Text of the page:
Burmese personal names: Miscellany
I recently got a hold of a small but useful trove of data, a 2014 exam roster of nearly 600 Burmese university students (in their early 20s). Using Excel, I began parsing the data, segmenting the names by word (not syllable) and categorizing by gender, to discern patterns in naming preferences. Given that there’s not much out there regarding Burmese names (statistically-speaking), I thought I’d take a stab at this and present some simple findings.
I’ve been able to shed some light on the top name choices and discern some naming patterns. However, I have to admit, given that almost every single name on that roster was one-of -a-kind, it’s difficult to really assess the complete picture and see conclusive patterns.
In light of the ongoing nationwide census, the first in Burma since 1983, it’s gotten me thinking. How useful would it be for the government to release the raw data to the public to manipulate? Of course, the accuracy of this census is debatable, as are many of the questions being asked..
Details on the data
Sample: 584 given names, 344 female, 240 male.
Source: extracted from a Rangoon-based university roster (April 2014)
Segmentation: not by syllable but by word.
Determination of gender: Already provided in the roster as an honorific: Maung (male) or Ma (female)
Other notes: I did not control for name’s origins or etymology (whether Shan, Chinese, English, etc.). The overwhelming majority of names were Burmese origin names.
For etymology and meanings, I confirmed with Southeast Asian Languages Library’s English-Burmese dictionary [link], Buddhistdoor International’s Buddhist dictionary [link] the Pali dictionary [link], and a copy of my dad’s paperback Tet Toe dictionary. For words whose meaning/origin I’m unfamiliar with, I’ve left a question mark.
Diversity of words. All in all, there was a dizzying number of words encountered through this exercise. And surprisingly, for both female and males, very few names were shared. There were a few instances in which 2 or at most, 3, students had the same exact name. This, even though these students did not possess surnames. It almost goes to show the ingenuity of Burmese families in designing unique names for their children, which may be a motivating factor in each succeeding generation’s ever more complex names.
What would be interesting is to have the students’ date of birth and see whether there’s a relationship between the student’s date of birth and the actual given name, whether that the traditional Burmese naming system informed the naming process for the students, and if so, how common this was. Unfortunately I didn’t have that kind of data.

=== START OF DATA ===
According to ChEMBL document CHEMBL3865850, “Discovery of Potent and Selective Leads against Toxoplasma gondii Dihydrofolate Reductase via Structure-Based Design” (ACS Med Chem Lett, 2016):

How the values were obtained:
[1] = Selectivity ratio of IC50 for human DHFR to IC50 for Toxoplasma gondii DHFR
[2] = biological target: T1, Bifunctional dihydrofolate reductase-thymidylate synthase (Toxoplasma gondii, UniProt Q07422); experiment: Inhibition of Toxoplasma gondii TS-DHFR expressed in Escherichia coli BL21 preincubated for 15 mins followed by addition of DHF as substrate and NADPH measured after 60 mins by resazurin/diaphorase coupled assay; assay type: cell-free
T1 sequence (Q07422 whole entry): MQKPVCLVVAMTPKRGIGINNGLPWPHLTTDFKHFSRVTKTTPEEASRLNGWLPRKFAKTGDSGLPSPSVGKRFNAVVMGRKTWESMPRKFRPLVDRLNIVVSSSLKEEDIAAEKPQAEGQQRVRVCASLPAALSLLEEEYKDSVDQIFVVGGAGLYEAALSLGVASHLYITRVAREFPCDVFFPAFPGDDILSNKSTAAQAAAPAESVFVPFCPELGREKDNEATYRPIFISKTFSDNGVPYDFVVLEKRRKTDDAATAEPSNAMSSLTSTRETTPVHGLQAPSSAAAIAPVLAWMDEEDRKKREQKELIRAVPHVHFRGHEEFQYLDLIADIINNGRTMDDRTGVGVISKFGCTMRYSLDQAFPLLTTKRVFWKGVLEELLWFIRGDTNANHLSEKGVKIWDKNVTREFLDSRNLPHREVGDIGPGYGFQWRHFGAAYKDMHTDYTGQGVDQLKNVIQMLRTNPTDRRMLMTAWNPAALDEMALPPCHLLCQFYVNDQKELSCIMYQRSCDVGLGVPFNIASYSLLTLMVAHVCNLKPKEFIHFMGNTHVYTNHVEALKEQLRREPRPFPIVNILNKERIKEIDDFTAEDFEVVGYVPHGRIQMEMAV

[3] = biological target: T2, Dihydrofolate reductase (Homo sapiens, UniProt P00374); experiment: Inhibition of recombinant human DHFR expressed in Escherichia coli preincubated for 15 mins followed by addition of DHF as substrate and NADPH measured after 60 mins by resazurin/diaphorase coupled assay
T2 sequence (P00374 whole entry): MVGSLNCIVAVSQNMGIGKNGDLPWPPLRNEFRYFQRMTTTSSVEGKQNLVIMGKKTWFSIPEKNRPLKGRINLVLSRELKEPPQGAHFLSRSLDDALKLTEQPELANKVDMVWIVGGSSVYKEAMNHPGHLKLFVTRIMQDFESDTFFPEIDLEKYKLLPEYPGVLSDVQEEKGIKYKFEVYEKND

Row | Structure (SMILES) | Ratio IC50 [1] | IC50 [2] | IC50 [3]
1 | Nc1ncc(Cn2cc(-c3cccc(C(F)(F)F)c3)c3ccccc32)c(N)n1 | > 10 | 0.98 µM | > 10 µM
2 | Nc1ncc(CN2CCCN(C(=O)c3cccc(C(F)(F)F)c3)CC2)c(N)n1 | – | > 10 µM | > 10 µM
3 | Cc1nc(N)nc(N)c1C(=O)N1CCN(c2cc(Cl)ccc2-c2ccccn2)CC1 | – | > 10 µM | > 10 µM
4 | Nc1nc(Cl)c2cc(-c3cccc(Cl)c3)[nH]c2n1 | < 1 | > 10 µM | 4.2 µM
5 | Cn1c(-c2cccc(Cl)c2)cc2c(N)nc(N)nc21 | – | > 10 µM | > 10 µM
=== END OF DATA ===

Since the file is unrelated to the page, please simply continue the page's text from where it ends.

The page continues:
Number of Unique Words:
Females had a presumably larger pool of words to choose from than males.. For males, I encountered 129 unique words (variants of the same word were counted separately) used as part of a name. For females, this number jumped to 202 words. Across the board, there was greater variation in the second word of a given name, for both males and females, implying that there’s greater latitude in the second word of a given name.
I also observed a naming pattern: the third word in a given name had markedly less variation than the first two. In fact, there was considerable overlap for both males and females in the 3rd word of their name–4 of the top 10 words were shared by both genders: Kyaw, Naing, Htun, and Aung.
Top 25 Words Used in Burmese Names:
Of the most common words used in the set of Burmese names, there was little overlap between frequently used female and male names. Only 9 of top 25 words were used for both males and females: Zin, Win, U, Myat, Htun, Phyo, Kyaw, Htet, and Aung. Makes sense, considering they are relatively unisex words.
Number of Syllables in a Burmese Name:
Across the board, the majority of males and females had 3 syllable names. However, a significant number of females possessed 4 syllable names.
The average number of syllables for both males and females was 3. Moreover, in line with the Burmese language’s monosyllabic tendencies, the average syllable length of both boys’ and girls’ name was 1.
I don’t deny that there’s inherent sampling bias. For one, the data does not account for regional variations in naming trends, as the majority of these students would have originated from somewhere in Lower Burma (most likely the Rangoon region). Also this does not account for variation in socioeconomic class (predominantly urbanites with relatively well-off families). But I think it does provide a fairly sweeping overview of Burmese naming trends for the late 1980s-early 1990s generation. Moreover, I realize that the sample size may be insufficient.